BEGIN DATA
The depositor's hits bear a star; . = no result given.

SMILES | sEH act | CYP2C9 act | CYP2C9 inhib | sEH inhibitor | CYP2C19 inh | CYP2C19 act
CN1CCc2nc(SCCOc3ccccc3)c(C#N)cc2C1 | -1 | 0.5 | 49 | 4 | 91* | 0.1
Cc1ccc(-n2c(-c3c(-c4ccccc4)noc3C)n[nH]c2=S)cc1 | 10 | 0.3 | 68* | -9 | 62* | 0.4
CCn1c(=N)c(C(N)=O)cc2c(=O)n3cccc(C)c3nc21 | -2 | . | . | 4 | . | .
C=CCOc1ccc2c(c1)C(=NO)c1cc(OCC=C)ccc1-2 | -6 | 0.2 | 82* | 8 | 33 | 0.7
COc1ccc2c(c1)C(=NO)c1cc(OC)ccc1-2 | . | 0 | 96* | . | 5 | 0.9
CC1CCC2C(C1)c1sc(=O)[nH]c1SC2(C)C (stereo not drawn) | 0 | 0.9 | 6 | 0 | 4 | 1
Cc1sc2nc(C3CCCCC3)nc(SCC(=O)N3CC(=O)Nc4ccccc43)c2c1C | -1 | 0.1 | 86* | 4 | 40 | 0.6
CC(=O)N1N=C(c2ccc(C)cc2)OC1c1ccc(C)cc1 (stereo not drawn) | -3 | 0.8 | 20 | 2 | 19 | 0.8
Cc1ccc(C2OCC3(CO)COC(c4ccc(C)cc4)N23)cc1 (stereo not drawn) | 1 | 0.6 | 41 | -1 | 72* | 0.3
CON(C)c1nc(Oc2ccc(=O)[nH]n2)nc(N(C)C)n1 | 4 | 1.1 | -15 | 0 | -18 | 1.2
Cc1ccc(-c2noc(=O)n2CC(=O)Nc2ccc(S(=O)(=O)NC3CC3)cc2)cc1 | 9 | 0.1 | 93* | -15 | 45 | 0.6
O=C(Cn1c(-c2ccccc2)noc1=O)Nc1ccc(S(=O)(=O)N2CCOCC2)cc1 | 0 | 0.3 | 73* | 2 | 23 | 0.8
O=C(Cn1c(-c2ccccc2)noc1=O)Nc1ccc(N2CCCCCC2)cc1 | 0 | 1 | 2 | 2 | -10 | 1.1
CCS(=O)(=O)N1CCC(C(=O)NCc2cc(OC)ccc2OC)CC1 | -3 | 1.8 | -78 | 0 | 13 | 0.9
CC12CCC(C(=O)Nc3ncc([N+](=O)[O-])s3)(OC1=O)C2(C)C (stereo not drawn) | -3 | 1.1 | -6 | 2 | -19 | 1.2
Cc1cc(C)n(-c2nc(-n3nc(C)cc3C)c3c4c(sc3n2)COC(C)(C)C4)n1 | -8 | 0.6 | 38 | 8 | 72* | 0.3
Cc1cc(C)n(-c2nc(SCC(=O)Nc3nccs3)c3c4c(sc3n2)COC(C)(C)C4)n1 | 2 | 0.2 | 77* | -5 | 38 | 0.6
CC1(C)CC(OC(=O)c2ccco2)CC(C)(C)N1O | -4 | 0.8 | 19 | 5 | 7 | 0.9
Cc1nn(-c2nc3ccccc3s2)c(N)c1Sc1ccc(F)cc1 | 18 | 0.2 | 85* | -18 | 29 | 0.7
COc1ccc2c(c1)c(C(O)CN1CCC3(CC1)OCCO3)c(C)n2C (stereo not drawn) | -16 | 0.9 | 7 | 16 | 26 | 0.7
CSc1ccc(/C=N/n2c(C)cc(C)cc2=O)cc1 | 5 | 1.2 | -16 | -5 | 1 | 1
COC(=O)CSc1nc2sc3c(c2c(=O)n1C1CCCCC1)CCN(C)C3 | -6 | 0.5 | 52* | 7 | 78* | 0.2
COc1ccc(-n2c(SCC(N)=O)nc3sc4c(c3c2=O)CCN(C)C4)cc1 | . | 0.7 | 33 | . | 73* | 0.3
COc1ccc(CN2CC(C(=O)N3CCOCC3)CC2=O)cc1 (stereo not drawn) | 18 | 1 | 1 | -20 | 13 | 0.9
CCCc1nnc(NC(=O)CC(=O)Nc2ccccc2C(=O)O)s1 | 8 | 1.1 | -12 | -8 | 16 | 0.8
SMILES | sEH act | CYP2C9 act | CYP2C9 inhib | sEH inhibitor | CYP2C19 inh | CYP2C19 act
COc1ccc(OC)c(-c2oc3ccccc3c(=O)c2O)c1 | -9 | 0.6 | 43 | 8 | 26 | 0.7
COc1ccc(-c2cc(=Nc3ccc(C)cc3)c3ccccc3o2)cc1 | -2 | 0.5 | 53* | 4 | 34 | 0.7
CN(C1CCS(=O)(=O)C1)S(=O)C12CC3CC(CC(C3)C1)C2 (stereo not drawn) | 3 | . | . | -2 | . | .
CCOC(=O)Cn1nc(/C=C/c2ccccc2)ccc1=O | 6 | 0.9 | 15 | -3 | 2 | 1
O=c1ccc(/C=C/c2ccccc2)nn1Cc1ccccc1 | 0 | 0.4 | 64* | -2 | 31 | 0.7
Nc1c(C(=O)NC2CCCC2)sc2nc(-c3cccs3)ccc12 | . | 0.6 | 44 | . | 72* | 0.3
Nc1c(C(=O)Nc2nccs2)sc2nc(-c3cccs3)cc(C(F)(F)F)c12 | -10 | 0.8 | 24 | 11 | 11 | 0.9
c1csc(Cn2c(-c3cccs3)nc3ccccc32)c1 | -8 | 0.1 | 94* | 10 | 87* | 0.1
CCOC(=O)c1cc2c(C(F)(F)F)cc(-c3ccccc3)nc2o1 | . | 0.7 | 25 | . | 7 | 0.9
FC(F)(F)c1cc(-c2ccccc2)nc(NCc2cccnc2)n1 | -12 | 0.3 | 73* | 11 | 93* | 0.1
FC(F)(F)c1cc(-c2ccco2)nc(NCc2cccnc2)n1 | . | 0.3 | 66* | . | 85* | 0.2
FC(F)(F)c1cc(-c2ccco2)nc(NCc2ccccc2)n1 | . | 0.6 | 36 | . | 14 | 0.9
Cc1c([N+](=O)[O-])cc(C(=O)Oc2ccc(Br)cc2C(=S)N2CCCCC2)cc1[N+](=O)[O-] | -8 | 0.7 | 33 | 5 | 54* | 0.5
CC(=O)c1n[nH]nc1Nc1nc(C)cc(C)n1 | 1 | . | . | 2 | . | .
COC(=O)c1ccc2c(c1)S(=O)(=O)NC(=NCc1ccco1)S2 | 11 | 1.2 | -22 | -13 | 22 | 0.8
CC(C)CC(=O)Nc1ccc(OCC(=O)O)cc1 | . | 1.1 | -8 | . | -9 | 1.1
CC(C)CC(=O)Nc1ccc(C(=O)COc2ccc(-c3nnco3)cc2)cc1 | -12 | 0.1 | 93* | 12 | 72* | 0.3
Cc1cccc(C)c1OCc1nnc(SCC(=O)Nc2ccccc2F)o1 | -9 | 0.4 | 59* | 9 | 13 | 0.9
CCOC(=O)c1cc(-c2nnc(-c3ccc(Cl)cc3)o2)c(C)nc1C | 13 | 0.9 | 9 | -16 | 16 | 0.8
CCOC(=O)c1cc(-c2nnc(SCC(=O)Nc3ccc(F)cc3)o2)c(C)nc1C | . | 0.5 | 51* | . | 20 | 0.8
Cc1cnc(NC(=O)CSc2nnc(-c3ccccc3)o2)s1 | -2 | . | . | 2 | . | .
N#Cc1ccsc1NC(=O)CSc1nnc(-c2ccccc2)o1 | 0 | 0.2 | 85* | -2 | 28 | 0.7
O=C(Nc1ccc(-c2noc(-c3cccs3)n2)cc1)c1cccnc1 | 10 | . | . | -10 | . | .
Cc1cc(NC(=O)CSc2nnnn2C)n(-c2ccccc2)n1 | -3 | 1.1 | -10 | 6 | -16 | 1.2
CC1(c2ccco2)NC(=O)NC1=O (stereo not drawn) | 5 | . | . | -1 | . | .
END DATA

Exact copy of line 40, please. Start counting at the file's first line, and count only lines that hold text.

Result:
FC(F)(F)c1cc(-c2ccco2)nc(NCc2ccccc2)n1 | . | 0.6 | 36 | . | 14 | 0.9